The Sad Truth: Online Nursing Schools vs Traditional Schools

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    The stigma of an online degree remains for some brick and mortar schools. The future of nursing education is online in the 21st century. It is time to recognize the fact that some online schools have a better innovative program than traditional schools.

    The Sad Truth: Online Nursing Schools vs Traditional Schools

    To become a nurse was not a childhood dream of mine. It was something that I discovered I had a passion for in my early twenties. I had always loved math and science and figured I would become a scientist one day. I fell in love with nursing due to the study of the human body and the art of nursing itself. I have always had a compassion for people especially the older generation.

    My family was unable to support me during my early years while pursuing my current dream of becoming a caring professional nurse. I enrolled in a Licensed Practical Nursing program in 2006. The school was over 60 miles one way from my dad's house. In addition, I had to go to the school five days a week while working three different jobs. I was a lower income student that had to struggle to find a foothold in the college education bracket.

    Through much hard work, I passed the first two semesters of my practical nursing program. I was on top of the world at this point. I was approached by the director of the program to be grandfathered into the Registered Nurse (RN) program. They were looking to start a two year RN program and we were the guinea pigs. At first I had my reservations, thankfully at the pressing of the director I changed my mind and proceeded with the program. The program required another year of school and funds that I just did not have access to at the time. Thankfully my grades had obtained me a scholastic scholarship to continue for another year. My enthusiasm for nursing continued to be on the rise.

    The end of nursing school for the RN program came so fast. It was May of 2008 and I was being pinned with my RN pin. I passed my boards and went on to have six and a half years of good RN experience. My time in the acute care setting for three years taught me much about the truth of nursing. I changed my track and went into long term care with a new sense of direction.

    I was back where I started, but this time I would be in the RN role instead of the CNA. It was in this position for four years that I learned much about leadership. In addition, my time in this setting taught me much about nurse burnout. I never wanted to become that nurse. I thought since I had such high hopes about nursing that I would never fall to that excruciating word. I felt like I had lost the ability to care anymore.

    Behind my convincing smile, I was deeply hurt by emotions. I was emotionally overwhelmed and I knew that I needed change. I searched for other jobs, but it felt like I needed something more than additional burnout.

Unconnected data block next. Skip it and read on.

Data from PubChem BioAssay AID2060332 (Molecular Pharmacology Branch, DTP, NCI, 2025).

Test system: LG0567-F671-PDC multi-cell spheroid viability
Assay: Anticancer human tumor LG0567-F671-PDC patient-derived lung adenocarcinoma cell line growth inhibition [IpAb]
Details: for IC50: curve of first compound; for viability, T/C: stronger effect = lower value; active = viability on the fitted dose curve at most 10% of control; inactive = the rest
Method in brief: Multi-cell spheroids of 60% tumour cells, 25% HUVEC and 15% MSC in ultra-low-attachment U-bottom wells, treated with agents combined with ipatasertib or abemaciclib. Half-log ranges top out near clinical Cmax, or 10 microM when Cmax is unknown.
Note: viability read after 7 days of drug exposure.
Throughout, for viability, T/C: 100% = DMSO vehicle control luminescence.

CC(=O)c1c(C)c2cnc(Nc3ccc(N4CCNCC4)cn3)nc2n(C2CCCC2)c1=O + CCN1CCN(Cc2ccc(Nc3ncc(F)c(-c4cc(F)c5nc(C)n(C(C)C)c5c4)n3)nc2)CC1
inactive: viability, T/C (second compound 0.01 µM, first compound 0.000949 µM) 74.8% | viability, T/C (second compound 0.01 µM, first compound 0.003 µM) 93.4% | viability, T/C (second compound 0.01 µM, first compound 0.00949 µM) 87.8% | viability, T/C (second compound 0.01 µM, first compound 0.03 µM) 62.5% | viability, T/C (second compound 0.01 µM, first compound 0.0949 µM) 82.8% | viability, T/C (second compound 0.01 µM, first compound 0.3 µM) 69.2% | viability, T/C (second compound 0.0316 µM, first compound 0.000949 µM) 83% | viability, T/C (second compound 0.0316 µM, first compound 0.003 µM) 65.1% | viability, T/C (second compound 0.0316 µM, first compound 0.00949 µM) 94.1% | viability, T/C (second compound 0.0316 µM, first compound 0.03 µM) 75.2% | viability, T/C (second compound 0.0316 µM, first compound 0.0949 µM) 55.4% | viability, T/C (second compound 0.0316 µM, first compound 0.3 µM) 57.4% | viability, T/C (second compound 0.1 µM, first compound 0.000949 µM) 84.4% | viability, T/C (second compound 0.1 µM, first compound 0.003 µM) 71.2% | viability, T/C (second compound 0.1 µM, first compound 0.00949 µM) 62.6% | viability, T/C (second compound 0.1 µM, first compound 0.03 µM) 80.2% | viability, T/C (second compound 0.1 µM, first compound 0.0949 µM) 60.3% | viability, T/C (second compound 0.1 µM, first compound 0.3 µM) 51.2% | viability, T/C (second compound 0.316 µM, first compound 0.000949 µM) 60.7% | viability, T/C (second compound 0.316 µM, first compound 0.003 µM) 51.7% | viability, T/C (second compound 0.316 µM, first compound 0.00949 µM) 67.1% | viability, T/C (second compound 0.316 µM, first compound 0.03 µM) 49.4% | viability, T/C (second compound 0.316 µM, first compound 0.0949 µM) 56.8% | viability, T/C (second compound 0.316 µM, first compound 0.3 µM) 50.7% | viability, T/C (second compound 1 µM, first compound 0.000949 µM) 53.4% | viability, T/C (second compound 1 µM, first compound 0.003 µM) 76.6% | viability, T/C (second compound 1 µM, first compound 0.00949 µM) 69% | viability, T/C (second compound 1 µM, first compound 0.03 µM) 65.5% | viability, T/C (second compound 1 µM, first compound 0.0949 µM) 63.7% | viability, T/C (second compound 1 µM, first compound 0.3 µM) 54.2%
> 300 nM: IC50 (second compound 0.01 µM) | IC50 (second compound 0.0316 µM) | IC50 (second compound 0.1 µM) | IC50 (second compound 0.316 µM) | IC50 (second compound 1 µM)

I found a nursing program online that would lead me to a Master's of Science in Nursing Education. I had always loved my time in school. The atmosphere of learning, facilitating, and teaching was what excited me the most. I did an enormous amount of research on the program. I was always leery about an online program due to the stigma of an online degree. However, I did my investigation and discovered that the school was fully accredited by one of the major nurse accreditation agencies. In addition, the program was set to be in alignment with the National League for Nursing standards of nurse educators. The school was recognized by the US Department of Education as well.

    I enrolled in the program and graduation was before me. The program was intense, and it helped me grow professionally and personally. In the process of obtaining my degree, I discovered I had the ability to think and analyze. I found a new sense of purpose in nursing. I could see myself teaching future nursing students. I realized that I care about their success and that I wanted to see them succeed.

    I wanted to teach because I genuinely care about the students and their success. I found out soon enough the dirty truth about teaching in a traditional brick and mortar college. It hurts me say that even in an environment that is a part of highly intelligent individuals, bullying still takes place. I was told that I would not be hired by a local four year university to teach nursing because my degree was from an unknown online school. After all my hard work, I was destroyed on the inside when I discovered this devastating truth about most four year traditional universities.

    The hopes of this letter is to educate the nursing profession about the sad reality of bullying in a center for education. The stigma of an online degree remains, even though the program I graduated from was recognized by the White House for what is right in higher education.

    This innovative program allowed me to utilize my work experience. Furthermore, I was able to obtain this accredited degree with much flexibility that was customized to me. I fully believe that this program was the perfect one for me.

    It is unfortunate that because some institutions do not consider my degree valuable. I will have a higher chance of failure at obtaining a successful career at these types of institutions. Are we not greater than that?